Frosty relations between HR and payroll departments are part of company lore. A quarter of HRDs want to avoid responsibility for payroll at all costs (as a recent survey by processing company ADP found), while, in a report by Webster Buchanan in March, it was payroll that was criticised the most as needing to improve its level of service.
Prominent in the arguments between these departments is the need for what is often referred to as a 'central source of truth' - a common repository of data that both can access, something that has not always been forthcoming. Only three years ago HR technology provider Snowdrop found 60% of payroll staff thought HR failed to give them accurate information, while 54% believed HR did not keep them in the loop. Yet today developments in payroll and HR technology are ensuring this situation is improving all the time.
The aligning of payroll and parts of the HR function is a reflection of the merging of the two technologies. And just as HR technology has gone down the employee self-service route, payroll self-service is now one of the hottest new developments to bring the two silos of data together.
Southampton City Council has just completed an 18-month programme with Capita to achieve just this. The new e-enabled HR and payroll system puts all HR policies into a single staff-accessible portal with a single HR customer helpdesk for a combined HR and payroll support service. "A single point of contact for HR and payroll has gone live for the first time," says Jackie Standen, head of organisational development at Southampton City Council. "One of the early transformations - employee self-service - has been very well received. We expect this to bring significant efficiency savings and empowerment."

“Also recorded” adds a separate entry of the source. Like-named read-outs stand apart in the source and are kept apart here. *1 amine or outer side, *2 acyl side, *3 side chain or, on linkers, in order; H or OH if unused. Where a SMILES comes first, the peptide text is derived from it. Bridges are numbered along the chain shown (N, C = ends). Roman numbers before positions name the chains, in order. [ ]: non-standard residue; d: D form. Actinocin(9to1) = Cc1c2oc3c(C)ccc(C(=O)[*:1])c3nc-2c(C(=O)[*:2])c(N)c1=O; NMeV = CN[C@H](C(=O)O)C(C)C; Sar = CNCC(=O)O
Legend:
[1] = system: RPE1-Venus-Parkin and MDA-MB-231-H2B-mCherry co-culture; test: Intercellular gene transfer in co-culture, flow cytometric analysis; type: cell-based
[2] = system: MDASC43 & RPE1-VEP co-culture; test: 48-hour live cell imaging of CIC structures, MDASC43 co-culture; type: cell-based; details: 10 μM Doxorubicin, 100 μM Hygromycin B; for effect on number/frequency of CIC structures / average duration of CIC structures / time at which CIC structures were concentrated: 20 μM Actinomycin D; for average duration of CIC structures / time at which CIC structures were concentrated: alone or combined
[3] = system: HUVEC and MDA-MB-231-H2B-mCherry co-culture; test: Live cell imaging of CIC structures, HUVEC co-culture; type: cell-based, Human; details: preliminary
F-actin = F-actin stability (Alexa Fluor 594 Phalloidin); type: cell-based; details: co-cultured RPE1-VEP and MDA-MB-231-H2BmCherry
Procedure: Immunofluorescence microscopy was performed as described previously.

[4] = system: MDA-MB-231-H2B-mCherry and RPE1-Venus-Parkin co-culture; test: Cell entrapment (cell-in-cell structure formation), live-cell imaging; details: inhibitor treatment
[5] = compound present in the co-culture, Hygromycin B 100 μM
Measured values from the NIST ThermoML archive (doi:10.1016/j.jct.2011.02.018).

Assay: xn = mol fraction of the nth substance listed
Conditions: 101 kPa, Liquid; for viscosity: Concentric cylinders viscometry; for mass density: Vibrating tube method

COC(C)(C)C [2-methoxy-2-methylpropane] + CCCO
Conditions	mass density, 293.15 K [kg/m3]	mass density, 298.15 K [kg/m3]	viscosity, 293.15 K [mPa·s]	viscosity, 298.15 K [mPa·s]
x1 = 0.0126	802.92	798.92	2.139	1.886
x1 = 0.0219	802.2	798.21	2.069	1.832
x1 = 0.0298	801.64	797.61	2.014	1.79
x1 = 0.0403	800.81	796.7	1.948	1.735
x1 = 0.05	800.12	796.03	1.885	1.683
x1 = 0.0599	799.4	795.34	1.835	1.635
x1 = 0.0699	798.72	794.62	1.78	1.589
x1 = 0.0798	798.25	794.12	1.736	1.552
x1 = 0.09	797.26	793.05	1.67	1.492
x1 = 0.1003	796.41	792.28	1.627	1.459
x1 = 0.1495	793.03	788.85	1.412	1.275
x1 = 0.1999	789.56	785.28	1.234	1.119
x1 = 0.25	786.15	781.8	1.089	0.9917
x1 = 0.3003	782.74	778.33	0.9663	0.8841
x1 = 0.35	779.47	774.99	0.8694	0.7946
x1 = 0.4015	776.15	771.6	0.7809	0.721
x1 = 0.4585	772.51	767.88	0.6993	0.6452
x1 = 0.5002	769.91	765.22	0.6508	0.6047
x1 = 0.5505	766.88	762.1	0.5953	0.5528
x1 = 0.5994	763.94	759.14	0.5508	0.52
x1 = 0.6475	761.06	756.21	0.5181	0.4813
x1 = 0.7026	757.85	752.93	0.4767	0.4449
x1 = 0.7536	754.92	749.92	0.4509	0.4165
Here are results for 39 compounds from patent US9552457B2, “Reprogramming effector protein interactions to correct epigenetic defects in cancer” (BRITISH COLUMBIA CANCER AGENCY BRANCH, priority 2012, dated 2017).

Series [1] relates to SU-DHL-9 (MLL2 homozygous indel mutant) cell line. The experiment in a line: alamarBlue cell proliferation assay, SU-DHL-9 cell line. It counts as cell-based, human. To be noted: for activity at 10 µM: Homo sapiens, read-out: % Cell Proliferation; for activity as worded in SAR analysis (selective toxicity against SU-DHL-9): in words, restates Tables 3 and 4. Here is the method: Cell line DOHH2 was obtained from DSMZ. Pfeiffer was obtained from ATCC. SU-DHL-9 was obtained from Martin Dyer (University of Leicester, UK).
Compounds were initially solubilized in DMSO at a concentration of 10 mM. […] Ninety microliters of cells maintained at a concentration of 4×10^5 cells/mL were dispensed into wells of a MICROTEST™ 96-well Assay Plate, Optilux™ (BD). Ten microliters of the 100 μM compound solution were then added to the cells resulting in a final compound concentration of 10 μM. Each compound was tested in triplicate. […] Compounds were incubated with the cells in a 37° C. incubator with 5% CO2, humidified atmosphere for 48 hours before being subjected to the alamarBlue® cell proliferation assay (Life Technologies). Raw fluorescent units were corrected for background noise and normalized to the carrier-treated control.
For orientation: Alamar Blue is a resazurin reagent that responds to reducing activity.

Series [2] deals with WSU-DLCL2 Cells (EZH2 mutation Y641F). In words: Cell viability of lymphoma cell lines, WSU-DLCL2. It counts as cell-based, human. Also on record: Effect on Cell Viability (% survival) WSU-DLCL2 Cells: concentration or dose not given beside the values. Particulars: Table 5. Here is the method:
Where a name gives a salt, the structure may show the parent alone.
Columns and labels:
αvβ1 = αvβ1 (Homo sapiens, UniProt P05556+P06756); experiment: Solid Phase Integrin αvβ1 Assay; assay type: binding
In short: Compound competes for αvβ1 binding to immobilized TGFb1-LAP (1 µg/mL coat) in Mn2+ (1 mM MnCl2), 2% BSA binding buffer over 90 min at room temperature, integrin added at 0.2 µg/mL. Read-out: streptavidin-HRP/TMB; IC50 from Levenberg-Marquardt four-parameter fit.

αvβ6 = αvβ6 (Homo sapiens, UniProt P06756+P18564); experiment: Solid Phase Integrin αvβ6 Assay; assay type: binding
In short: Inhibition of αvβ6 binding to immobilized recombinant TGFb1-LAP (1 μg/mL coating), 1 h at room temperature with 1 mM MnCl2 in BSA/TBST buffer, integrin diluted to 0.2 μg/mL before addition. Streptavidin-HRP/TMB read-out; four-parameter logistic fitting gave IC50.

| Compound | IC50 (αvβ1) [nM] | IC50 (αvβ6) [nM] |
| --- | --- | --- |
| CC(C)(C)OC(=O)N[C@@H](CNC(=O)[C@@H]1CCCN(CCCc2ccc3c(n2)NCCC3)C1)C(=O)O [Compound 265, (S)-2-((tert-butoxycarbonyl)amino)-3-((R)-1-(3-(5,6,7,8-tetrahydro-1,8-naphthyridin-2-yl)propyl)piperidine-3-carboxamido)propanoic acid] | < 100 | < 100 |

According to Matt Carter, operations manager, Bond International Software, payroll self-service is "the next step in software deployment". He says: "Staff can now maintain certain elements of their records." These can include aspects such as payroll giving, which gives employees greater control about who/what they donate to.
But he warns that the choice of system should still be thorough. "A solution that is able to reflect the nuances of both the HR and payroll department is ideal. Both the processes and operators within the different departments have different pressures. A system that can cater for all situations is clearly the preferred option. HMRC accreditation and flexible screen design are two key features of a suitable solution for payroll and HR respectively. The ability to enter the core-shared data only once is also another key pre-requisite."
Browne Jacobson, one of the largest commercial law firms in England, has seen the improvements a combined HR and payroll solution can bring to both departments. "Our existing HCM system meant we had to maintain separate spreadsheets and paper records to hold HR information," says Kelly Tatton, HR systems adviser. It partnered with provider COA Solutions to join up HR and payroll processes. "Previously pay reviews had to be manually processed and checked using a restrictive payroll module. New technology means this process can now be completed by one person in half a day rather than three people over three days," she says.
Time has also been saved processing pay changes and adding new starters as this information is automatically calculated and generated from the system at the touch of a button. Tatton adds: "This has reduced the time taken to process pay changes from 30 minutes per change to just five minutes, relieving the burden on the HR department so they can concentrate on more value-adding activities." A self-service module also exists so employees can book, cancel or amend holiday (which is updated to payroll). Later this year, it will be extended to give staff access to performance reviews and absence records.
Traditional employee self-service has been slow to take off - estimates from HR and payroll solutions provider Computers in Personnel reveals only about 50% of companies allow it. So will payroll self-service take off at a faster rate? The ball is in your court, but by allowing the tripartite of staff, HR and payroll to all work harmoniously together, it is a win-win (and extra win) situation.